SLIDESHOW: There's been a lot of big, gladhanding retirements in the last few years that altered the active leaderboard: Mo after 2013, Derek Whatshisface a year later. Both Big Papi and A-Rod bowed out after the 2016 season. So which big names retired after 2017? None, really. It's all gray area. Jose Bautista? Mark Reynolds? Will they be back? Maybe? And how about Bartolo? He's on, then off, then on. That said, the big shift on the active leaderboard is mostly because of one guy, Albert Pujols, who's still playing, of course, and still on top of those counting numbers—like HRs. But his percentage numbers? It‘s the old Springsteen song.
BATTING AVERAGE: Miggy had the worst season of his career last year, hitting just .249, and dropping his career BA four points. But he remains on top. Barely. He’s at .3168, while up-and-comer Jose Altuve, last year's batting champ, is at .3164. Those two are followed by Joey Votto (.313) and Ichiro (.311); then nine guys between .300 and .310. When was the last time the active leader had a lower BA than .317? At the tail-end of the raised-mound era, when Rod Carew was at .316. It's the only other time in baseball history that the active leader in BA was this low.
ON-BASE PERCENTAGE: In 2010, Albert Pujols was the active leader in OBP with a .426 career mark. He's now in the seventh spot with a .386 career mark. His 2017 OBP was actually below .300—at .286. Meanwhile, Joey Votto's numbers keep going up. Last season's .454 raised his career mark to .428. That's 11th best all-time. The only other active player with a .400+ career OBP is Mike Trout at .409.
SLUGGING PERCENTAGE: Speaking of... In 2006, when Trout was a sophomore at Millville Senior High School, the active leader in slugging was King Albert with a .628 mark. How good was that? Fourth best all-time—behind a couple of schlubs named Ruth, Williams and Gehrig. Now he's been dethroned even on the active list—by his own teammate no less. Trout is at .565, Albert is at .561. Giancarlo is third with .554.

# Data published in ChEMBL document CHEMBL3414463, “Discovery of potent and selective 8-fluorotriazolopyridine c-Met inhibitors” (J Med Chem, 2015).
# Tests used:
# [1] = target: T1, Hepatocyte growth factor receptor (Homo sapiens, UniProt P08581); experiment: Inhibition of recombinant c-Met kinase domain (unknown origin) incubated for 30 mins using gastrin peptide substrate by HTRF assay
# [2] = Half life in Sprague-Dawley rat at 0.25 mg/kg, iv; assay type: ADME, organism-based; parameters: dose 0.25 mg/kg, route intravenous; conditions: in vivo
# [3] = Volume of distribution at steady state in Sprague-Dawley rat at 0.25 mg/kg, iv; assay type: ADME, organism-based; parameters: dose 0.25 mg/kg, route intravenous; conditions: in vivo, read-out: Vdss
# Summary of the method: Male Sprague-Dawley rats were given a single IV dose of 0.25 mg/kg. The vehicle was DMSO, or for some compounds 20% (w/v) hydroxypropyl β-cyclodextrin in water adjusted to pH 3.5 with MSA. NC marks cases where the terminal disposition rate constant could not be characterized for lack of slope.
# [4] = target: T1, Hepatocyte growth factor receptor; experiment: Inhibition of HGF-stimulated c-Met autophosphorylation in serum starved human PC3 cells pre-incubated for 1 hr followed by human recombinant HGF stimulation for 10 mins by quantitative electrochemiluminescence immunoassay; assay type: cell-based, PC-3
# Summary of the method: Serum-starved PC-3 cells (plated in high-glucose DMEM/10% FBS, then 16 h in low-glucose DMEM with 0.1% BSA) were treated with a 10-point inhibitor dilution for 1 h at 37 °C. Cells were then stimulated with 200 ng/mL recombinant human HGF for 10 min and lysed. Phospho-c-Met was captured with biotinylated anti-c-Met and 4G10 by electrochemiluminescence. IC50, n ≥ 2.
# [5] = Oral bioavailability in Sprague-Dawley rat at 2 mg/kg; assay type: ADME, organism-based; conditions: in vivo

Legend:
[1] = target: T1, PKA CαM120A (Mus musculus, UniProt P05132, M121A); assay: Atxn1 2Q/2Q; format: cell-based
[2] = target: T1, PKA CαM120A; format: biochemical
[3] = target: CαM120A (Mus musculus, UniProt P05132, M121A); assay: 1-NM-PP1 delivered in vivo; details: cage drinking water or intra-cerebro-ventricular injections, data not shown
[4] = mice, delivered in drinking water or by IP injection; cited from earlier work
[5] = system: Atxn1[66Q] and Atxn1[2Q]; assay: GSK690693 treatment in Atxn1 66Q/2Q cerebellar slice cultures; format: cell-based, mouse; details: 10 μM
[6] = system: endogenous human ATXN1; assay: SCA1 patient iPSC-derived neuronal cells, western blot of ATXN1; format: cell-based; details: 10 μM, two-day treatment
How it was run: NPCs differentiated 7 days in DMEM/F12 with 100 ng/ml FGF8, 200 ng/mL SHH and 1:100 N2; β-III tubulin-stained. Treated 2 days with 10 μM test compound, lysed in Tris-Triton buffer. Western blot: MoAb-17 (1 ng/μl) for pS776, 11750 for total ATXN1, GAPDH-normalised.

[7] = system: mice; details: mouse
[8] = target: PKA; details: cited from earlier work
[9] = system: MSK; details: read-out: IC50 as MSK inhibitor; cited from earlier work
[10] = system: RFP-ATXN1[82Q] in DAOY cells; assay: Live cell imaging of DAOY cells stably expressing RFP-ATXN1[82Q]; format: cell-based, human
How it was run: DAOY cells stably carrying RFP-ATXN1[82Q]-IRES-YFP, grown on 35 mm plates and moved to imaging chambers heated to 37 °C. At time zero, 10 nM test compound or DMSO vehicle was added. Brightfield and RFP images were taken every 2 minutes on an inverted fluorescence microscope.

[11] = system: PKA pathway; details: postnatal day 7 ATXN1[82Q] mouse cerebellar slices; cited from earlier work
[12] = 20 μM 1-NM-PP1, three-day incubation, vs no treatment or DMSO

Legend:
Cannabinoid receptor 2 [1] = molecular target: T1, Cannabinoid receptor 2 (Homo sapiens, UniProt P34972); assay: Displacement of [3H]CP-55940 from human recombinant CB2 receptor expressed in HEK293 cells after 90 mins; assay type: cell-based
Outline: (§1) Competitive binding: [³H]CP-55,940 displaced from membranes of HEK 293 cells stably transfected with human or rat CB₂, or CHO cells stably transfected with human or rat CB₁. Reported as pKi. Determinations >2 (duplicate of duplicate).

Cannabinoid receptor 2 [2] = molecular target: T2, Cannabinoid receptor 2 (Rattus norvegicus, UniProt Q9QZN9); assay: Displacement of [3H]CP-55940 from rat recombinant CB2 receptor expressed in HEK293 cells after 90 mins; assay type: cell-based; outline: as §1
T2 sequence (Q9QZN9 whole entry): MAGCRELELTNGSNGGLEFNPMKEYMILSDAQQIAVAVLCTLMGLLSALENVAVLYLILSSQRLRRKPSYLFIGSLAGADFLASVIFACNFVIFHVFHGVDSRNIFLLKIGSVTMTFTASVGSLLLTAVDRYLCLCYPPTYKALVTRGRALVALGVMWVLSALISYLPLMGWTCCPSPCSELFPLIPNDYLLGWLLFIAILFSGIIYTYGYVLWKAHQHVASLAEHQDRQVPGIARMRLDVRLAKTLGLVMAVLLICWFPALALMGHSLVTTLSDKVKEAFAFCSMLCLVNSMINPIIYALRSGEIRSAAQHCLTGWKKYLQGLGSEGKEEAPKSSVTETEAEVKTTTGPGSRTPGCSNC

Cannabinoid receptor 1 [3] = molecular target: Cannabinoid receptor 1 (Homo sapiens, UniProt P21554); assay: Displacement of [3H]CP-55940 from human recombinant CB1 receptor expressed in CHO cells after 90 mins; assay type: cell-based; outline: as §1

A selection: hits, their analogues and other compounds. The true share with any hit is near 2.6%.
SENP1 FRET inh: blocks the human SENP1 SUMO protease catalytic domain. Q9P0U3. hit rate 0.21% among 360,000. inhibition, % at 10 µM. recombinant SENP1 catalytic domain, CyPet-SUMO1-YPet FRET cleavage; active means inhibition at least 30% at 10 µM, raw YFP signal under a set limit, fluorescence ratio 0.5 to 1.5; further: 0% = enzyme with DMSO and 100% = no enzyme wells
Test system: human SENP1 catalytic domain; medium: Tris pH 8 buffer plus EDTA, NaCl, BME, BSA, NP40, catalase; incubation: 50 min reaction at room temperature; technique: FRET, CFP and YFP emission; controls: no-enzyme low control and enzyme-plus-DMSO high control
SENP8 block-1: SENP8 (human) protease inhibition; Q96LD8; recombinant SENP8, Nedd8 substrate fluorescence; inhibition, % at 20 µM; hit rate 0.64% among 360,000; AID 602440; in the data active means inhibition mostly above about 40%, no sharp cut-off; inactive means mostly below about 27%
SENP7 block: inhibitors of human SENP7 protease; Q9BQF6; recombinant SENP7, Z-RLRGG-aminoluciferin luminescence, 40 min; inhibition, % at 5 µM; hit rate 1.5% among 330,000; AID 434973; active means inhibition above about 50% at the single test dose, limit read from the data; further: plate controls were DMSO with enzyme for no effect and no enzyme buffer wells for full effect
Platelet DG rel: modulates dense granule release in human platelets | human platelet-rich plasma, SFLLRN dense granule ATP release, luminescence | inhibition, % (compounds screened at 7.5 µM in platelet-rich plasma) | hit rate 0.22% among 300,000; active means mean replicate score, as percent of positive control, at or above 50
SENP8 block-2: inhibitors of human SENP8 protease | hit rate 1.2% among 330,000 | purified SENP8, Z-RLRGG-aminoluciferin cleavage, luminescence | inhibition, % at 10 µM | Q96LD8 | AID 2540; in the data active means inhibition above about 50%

OPS: And one more time with feeling. Back in the day, Albert had a 1.049 mark, which was fourth best all-time. At .947, he's still fourth-best ... but on the active list—behind Trout (.975), Joey V (.968) and Miggy (.9477). For someone so close to the 1.000 mark career, it's odd that Trout has only had one 1.000+ season: last year's 1.071. But it's because he's Mr. Consistent. His other marks: .963, .988, .939, .991 and .991. He's 26.
GAMES: Only eight players have ever played in 3,000+ games: Rose, Yaz, Aaron, Rickey, Cobb, Musial, Eddie Murray and Cal Ripken. Could Beltre be the ninth? He's 186 away, but that's a steep 186. Last season, for the first time since his rookie year, he played in fewer than 100 games (94). Second on the active list is Ichiro at 2,626, which isn't startling until you realize he didn't play in the Majors until he was 27. He had a whole other career before then. Combine his Japan and U.S. games, and he's at 3,587. The all-time MLB record holder? Rose at 3,562.
HITS: In each of the last three seasons, a former Mariner has joined the 3,000-hit club, and together they‘re a single short of the cycle. A-Rod did it in June 2015 with a homer; Ichiro, the current active leader (3,080), followed in August 2016 with a triple; last July Adrian Beltre joined with a double. This year, King Albert starts the season at 2,968. So ... a single in May or June? Or is he not part of the cycle since he’s not a former Mariner? Quick trivia: When was the last time four guys joined the 3,000-hit club in four consecutive seasons? Answer: It's never happened.
DOUBLES: Albert and Adrian are first and second on the active list (619 and 613), and they‘re 12th and 13th on the all-time list. They’re sputtering, though. Last season, Albert managed 17, Adrian 22. After them it's Miggy at 545, then Robinson Cano at 512. Only four guys have ever smoked 700+ doubles lifetime: Speaker, Rose, Musial, Cobb.
TRIPLES: Last year, his age-34 season, Jose Reyes hit more triples (7) than in the previous three seasons combined (6) to raise his career total to 128. Second on the active list? Ichiro at 96. Reyes is a throwback. The last time the active leader had more career triples? Brett Butler, who retired with 131 in 1997. Before him, Willie Wilson, who retired with 147 in 1994. Before that? Robert Clemente, who ended his career with 166 in 1972. It's a lost art. Keep practicing it, Jose.